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Men's Health

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Strength Training: Building Chest Muscles

Exercises for the chest and pecs
WebMD Feature
Reviewed by Louise Chang, MD

Building chest muscles through resistance training may help you get a chiseled chest. But it also will help you perform many everyday activities that become more difficult with age.

“Starting at age 50, and especially by the time you get to be 60 or 70, activities of daily living — carrying groceries or cutting the grass — are much more limited by loss of muscle strength than by cardiopulmonary problems,” says Michael J. Joyner, MD, a physiologist at Mayo Clinic in Rochester, Minnesota. “Many people that age can still walk three or four miles per hour, but 70% of 70-year-olds can’t get up off the floor. They’re not strong enough to do that.”

Building chest muscles protects against diabetes

Building chest muscles — and all other muscles — not only makes you stronger, it also improves your metabolism by helping your body remove sugar from your blood. This protects against diabetes.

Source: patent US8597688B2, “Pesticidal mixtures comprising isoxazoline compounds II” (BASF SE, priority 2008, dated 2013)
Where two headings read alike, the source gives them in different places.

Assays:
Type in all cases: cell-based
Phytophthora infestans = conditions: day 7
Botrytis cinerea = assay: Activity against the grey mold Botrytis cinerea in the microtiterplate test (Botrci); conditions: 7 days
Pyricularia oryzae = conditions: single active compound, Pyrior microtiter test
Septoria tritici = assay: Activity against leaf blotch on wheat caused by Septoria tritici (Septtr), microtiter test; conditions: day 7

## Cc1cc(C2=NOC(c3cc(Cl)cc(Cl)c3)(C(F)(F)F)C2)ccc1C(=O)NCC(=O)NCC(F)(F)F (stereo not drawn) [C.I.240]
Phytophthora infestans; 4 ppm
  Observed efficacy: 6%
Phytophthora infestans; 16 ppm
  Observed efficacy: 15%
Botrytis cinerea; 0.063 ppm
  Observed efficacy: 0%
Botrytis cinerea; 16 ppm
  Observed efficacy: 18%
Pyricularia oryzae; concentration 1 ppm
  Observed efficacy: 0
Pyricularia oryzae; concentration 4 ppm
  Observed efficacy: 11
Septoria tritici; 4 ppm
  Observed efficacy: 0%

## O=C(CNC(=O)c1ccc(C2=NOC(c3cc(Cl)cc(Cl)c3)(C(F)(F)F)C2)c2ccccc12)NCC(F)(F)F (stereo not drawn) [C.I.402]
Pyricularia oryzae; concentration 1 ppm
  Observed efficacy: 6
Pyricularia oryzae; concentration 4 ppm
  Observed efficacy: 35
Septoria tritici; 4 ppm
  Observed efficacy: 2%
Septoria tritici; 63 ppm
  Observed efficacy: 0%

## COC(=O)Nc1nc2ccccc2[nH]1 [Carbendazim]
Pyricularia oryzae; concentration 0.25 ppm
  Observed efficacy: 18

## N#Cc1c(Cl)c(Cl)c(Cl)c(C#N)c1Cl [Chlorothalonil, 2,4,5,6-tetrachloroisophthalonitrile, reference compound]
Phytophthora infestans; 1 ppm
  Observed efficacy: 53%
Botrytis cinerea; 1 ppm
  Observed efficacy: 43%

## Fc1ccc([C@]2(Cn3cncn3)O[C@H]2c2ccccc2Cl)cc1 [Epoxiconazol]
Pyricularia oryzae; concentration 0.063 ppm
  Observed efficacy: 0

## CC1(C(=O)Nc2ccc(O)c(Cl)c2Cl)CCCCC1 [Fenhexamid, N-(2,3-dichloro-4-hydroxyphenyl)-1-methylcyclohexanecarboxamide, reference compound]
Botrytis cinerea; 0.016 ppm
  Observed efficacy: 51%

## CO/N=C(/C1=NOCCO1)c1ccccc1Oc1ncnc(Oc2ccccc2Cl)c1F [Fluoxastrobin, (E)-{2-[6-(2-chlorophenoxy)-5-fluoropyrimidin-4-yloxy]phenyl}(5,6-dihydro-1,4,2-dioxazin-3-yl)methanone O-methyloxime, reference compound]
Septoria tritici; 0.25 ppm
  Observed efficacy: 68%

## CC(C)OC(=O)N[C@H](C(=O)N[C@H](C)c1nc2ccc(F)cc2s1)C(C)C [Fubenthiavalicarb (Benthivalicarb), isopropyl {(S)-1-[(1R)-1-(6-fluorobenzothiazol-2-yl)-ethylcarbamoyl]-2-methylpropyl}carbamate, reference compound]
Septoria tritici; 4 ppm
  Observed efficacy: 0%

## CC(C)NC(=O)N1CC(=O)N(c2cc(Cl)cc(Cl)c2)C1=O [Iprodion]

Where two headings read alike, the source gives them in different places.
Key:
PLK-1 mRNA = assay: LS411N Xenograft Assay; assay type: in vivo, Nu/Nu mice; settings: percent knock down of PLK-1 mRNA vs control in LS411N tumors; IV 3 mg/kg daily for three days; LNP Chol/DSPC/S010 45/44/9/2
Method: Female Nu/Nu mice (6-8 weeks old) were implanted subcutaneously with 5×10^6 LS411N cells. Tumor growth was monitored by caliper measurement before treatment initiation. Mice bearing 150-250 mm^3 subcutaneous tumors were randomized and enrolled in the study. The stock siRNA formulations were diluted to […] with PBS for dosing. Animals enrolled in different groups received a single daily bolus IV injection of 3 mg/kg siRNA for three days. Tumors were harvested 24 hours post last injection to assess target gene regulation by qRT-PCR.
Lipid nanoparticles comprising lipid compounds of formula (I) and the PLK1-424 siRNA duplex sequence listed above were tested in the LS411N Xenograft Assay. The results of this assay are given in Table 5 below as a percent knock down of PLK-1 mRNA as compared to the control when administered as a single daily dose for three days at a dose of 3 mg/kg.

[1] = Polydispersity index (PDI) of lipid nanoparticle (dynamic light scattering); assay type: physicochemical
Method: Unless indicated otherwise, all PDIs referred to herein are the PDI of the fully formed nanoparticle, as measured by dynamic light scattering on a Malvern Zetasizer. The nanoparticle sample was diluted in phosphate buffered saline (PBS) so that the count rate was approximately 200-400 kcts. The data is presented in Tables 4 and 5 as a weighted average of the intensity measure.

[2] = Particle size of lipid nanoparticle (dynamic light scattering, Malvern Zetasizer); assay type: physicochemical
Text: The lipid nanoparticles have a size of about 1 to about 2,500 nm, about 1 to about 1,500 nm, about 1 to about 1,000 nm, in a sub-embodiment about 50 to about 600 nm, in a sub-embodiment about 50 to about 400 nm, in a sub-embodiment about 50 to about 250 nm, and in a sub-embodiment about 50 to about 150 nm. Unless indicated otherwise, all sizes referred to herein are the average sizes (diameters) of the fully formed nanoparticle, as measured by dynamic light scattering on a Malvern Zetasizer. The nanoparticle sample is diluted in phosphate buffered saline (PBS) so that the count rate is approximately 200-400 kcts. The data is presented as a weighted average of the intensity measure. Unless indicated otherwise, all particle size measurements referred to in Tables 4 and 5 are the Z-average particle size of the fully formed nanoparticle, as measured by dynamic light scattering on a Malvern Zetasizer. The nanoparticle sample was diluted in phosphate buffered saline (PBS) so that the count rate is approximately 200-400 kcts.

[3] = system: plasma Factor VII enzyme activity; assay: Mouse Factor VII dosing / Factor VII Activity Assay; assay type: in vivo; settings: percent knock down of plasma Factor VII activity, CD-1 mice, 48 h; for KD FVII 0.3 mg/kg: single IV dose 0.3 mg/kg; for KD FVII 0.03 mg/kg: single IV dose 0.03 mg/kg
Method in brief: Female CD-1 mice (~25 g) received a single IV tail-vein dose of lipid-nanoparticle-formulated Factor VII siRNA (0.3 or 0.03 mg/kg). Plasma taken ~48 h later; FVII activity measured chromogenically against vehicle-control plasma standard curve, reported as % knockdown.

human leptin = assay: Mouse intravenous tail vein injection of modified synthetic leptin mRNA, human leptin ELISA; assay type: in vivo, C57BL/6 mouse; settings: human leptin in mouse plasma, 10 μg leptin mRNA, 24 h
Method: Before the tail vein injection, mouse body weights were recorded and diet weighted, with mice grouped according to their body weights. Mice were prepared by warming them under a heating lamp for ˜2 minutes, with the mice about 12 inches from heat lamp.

“The more muscle mass you have, the easier it is for glucose to go into your skeletal muscle,” Joyner says. “And the more active that skeletal muscle is, the more glucose it’s going to burn. Muscle contraction leads to whole series of events that enable muscles to use glucose efficiently and make the body more sensitive to insulin.”

The importance of lifting weights while losing weight

Lifting weights can be especially important when you’re trying to lose weight, Joyner says. That’s because when you restrict your caloric intake, your body burns muscle as well as fat for fuel, contributing to the muscle loss that comes naturally with age.

“That loss of muscle mass is less of a problem if you strength-train while you lose weight,” Joyner says. “Instead of losing about 60 percent fat and 40 percent muscle mass, it will be more like 80/20.”

And because chest muscles are relatively large, they contain a lot of muscle fibers that can be developed.

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